August is generally a slow month for changes in laws at the state level.
Most state legislatures are in recess and not many laws passed during the 2018 legislative session become effective in August, but this doesn’t mean there is no activity.
California, for one, never stops pumping out bills and signing them into law. A few other states had extraordinary sessions while others which meet infrequently throughout the year had some noteworthy acts. Those of us who don’t follow us on social media might have missed some of these, but being informed of changing laws is crucial to a civic society.
Here’s a breakdown by topic for categories that each had less happening:
- In February California introduced a bill to ban using bots pretending to be people to influence election votes or purchasing decisions. The Senate and Assembly passed the bill and are ironing out the differences.
- We wrote a blog post last month discussing how few states have laws explicitly banning ransomware. On August 9th, Pennsylvania introduced a bill to make using ransomware a third degree felony, which would make it one of a handful of states with such a law. It was referred to committee but no further action has been taken yet.
- On August 27th, a bill was introduced in New Jersey which would require speed limits on major highways to be set to the speed at which 85% of vehicles actually travel. No actions have been taken on this bill yet.
Money and Finances
- Prison inmates often perform functions for which they would be paid if they weren’t an inmate. New York introduced a bill on August 29th to establish a minimum wage for anyone incarcerated that performs such work, set at $3/hr. No actions have been taken on this bill beyond committee referral.
- An Ohio House Representative introduced a bill on August 23rd which aims to ban the use of state funds to pay for non-disparage agreements. The penalty would be a fine of 1.5x the amount of funds used. No actions have been taken as of this writing.
- Back in February of 2017, California proposed banning collection of DNA from minors without parental consent. This bill languished in the Assembly until this January, when they sent it to the Senate. This one went back and forth a few times but is now heading to Gov. Brown for approval.
- Another one from California, which proposed fining anyone who flew a drone over a state correctional center $500 back in February. The Senate passed it in April, which the Assembly changed when it mid-August. The Senate agreed with the changes and sent it to Mr. Brown on August 24th, who has yet to act.
Animals and Pets
- California used to require impounded puppies and kittens without their mothers be held for 6 days then euthanized unless a shelter requested to take them. AB2791, signed into law August 24th, changed that and now allows them to be released to shelters immediately.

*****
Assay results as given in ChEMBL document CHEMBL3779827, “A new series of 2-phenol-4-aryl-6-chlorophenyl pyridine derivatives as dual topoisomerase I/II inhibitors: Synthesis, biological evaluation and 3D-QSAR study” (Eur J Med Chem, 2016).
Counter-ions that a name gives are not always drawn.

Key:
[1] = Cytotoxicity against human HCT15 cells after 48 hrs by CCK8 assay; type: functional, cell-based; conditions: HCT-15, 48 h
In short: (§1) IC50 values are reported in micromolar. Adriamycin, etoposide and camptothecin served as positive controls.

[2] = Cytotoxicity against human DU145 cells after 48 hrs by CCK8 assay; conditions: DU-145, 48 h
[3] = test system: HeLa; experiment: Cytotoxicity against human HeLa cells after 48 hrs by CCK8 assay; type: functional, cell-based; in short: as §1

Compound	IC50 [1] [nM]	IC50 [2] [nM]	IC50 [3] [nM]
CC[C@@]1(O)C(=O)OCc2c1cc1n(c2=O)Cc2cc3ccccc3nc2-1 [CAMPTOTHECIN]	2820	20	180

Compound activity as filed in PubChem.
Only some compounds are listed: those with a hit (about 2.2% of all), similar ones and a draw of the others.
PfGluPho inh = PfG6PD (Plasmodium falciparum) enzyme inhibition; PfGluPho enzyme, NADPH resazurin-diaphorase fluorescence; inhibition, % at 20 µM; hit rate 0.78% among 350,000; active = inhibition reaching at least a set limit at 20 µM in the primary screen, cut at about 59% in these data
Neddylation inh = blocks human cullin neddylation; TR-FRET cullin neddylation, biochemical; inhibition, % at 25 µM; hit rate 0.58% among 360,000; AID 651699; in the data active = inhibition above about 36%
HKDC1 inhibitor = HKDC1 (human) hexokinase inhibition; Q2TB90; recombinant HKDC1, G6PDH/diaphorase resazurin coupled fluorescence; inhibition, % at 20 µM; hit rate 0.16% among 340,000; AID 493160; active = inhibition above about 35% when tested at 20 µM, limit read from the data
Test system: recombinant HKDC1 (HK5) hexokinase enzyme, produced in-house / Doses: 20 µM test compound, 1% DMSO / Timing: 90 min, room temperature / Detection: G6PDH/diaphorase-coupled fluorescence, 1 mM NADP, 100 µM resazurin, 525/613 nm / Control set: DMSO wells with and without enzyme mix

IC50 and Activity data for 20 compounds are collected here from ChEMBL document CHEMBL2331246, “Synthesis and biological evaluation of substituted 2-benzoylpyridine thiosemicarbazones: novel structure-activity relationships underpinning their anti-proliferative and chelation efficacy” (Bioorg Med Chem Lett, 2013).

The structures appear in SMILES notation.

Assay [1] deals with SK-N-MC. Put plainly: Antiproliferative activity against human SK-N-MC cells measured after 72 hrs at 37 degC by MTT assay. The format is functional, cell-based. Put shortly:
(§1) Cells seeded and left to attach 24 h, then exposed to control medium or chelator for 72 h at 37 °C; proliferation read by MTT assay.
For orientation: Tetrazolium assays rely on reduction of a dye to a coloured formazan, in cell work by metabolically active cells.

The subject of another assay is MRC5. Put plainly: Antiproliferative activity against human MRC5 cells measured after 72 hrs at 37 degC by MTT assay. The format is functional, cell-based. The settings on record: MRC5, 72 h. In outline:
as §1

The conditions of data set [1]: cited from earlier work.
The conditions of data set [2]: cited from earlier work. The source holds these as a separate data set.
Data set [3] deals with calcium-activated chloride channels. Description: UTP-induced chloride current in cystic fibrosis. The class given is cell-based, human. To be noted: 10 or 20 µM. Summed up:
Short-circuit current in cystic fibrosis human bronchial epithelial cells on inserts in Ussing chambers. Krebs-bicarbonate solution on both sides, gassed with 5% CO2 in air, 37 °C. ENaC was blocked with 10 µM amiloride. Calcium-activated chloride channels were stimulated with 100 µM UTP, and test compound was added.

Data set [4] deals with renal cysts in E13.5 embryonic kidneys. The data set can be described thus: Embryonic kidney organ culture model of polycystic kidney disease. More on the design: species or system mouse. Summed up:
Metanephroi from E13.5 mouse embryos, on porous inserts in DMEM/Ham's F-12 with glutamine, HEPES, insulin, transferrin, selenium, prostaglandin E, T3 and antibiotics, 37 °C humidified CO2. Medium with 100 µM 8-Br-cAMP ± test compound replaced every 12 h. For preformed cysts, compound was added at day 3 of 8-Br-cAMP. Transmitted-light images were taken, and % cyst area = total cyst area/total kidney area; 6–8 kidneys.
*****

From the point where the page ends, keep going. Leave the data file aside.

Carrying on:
- As of August 30th, the California Senate is sending a bill to the Governor which was introduced in the Assembly back in February that prohibits employers from taking any action against employees who were (or have family members who were) victims of sexual harassment that take time off to obtain relief.
- Everyone has heard stories of kid’s lemonade stands getting shut down due to not having the proper permits. New York introduced a bill to exempt lemonade stands operated by anyone under 16 from permitting requirements on August 8th, which was sent to committee with no further action taken.
- Another California bill on its way to the Governor would allow the creation of a system to allow mail-in voters to track their votes as they move through the system so voters can be sure their vote was counted.
- Since January, New Jersey’s legislature has been debating creating a system whereby vote-by-mail voters can enrolled to automatically receive mail-in ballots for every future election. This bill was signed into law on August 10th.
Education and Child Care
- Illinois changed its policies for in-school suspensions on August 22nd. These programs are now encouraged to employ social workers or mental health professionals who focus on teaching non-violent conflict resolution to those students.
- A lot of stay-at-home parents run what’s known as a family child care program in their home. A bill signed into law August 20th will make it illegal for anyone to smoke in any rooms of a private residence where children are cared for, regardless of whether children are present, if they are licensed for such a program. The law becomes effective November 19th.
- On August 17th, Illinois Governor Bruce Rauner approved an exemption from fees charged to generators of radioactive waste for local government entities. The exemption for these fees, which pay for waste treatment, storage, and disposal, has been under debate since February.
IDs and Credentials
- Since the start of the year, Illinois legislators had been debating making certain IDs for the elderly permanent. On August 13th, the Governor approved a bill which made non REAL-ID conforming IDs issued to anyone over 65 permanent, and REAL-ID conforming IDs for anyone over 65 good for 8 years.
See part 1 of this post for law changes related to guns, alcohol, marijuana, drugs, policing and litigation, and the environment.
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